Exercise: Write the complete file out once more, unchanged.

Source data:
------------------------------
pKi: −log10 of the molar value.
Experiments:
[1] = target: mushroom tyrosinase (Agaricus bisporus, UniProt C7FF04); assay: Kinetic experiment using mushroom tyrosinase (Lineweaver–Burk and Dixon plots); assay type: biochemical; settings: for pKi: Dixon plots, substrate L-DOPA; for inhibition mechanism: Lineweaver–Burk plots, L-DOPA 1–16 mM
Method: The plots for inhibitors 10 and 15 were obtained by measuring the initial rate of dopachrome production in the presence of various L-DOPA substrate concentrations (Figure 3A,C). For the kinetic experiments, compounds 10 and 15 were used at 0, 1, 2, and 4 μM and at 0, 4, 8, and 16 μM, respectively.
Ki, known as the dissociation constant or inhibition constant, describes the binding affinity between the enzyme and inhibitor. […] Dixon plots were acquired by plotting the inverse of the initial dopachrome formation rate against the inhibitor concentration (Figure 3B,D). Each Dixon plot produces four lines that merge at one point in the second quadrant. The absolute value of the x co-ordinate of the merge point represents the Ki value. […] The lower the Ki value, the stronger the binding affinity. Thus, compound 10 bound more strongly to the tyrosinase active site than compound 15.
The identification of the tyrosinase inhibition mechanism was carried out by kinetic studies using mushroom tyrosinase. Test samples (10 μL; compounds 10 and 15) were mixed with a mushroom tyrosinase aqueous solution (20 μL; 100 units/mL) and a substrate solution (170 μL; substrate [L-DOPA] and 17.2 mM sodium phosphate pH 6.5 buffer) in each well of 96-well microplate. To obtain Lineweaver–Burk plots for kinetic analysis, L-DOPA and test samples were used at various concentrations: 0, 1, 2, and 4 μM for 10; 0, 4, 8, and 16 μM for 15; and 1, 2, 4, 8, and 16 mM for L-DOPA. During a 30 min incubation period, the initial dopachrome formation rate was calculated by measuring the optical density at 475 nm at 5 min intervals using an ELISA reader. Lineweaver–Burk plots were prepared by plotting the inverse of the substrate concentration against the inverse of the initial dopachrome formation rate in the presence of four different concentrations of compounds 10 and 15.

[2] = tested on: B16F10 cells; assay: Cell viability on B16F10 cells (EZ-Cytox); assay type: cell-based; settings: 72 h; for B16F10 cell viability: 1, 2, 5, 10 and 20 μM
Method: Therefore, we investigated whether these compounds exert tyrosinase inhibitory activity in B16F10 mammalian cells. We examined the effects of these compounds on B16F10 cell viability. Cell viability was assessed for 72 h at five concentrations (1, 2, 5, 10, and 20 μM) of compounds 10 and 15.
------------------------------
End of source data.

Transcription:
pKi: −log10 of the molar value.
Experiments:
[1] = target: mushroom tyrosinase (Agaricus bisporus, UniProt C7FF04); assay: Kinetic experiment using mushroom tyrosinase (Lineweaver–Burk and Dixon plots); assay type: biochemical; settings: for pKi: Dixon plots, substrate L-DOPA; for inhibition mechanism: Lineweaver–Burk plots, L-DOPA 1–16 mM
Method: The plots for inhibitors 10 and 15 were obtained by measuring the initial rate of dopachrome production in the presence of various L-DOPA substrate concentrations (Figure 3A,C). For the kinetic experiments, compounds 10 and 15 were used at 0, 1, 2, and 4 μM and at 0, 4, 8, and 16 μM, respectively.
Ki, known as the dissociation constant or inhibition constant, describes the binding affinity between the enzyme and inhibitor. […] Dixon plots were acquired by plotting the inverse of the initial dopachrome formation rate against the inhibitor concentration (Figure 3B,D). Each Dixon plot produces four lines that merge at one point in the second quadrant. The absolute value of the x co-ordinate of the merge point represents the Ki value. […] The lower the Ki value, the stronger the binding affinity. Thus, compound 10 bound more strongly to the tyrosinase active site than compound 15.
The identification of the tyrosinase inhibition mechanism was carried out by kinetic studies using mushroom tyrosinase. Test samples (10 μL; compounds 10 and 15) were mixed with a mushroom tyrosinase aqueous solution (20 μL; 100 units/mL) and a substrate solution (170 μL; substrate [L-DOPA] and 17.2 mM sodium phosphate pH 6.5 buffer) in each well of 96-well microplate. To obtain Lineweaver–Burk plots for kinetic analysis, L-DOPA and test samples were used at various concentrations: 0, 1, 2, and 4 μM for 10; 0, 4, 8, and 16 μM for 15; and 1, 2, 4, 8, and 16 mM for L-DOPA. During a 30 min incubation period, the initial dopachrome formation rate was calculated by measuring the optical density at 475 nm at 5 min intervals using an ELISA reader. Lineweaver–Burk plots were prepared by plotting the inverse of the substrate concentration against the inverse of the initial dopachrome formation rate in the presence of four different concentrations of compounds 10 and 15.

[2] = tested on: B16F10 cells; assay: Cell viability on B16F10 cells (EZ-Cytox); assay type: cell-based; settings: 72 h; for B16F10 cell viability: 1, 2, 5, 10 and 20 μM
Method: Therefore, we investigated whether these compounds exert tyrosinase inhibitory activity in B16F10 mammalian cells. We examined the effects of these compounds on B16F10 cell viability. Cell viability was assessed for 72 h at five concentrations (1, 2, 5, 10, and 20 μM) of compounds 10 and 15.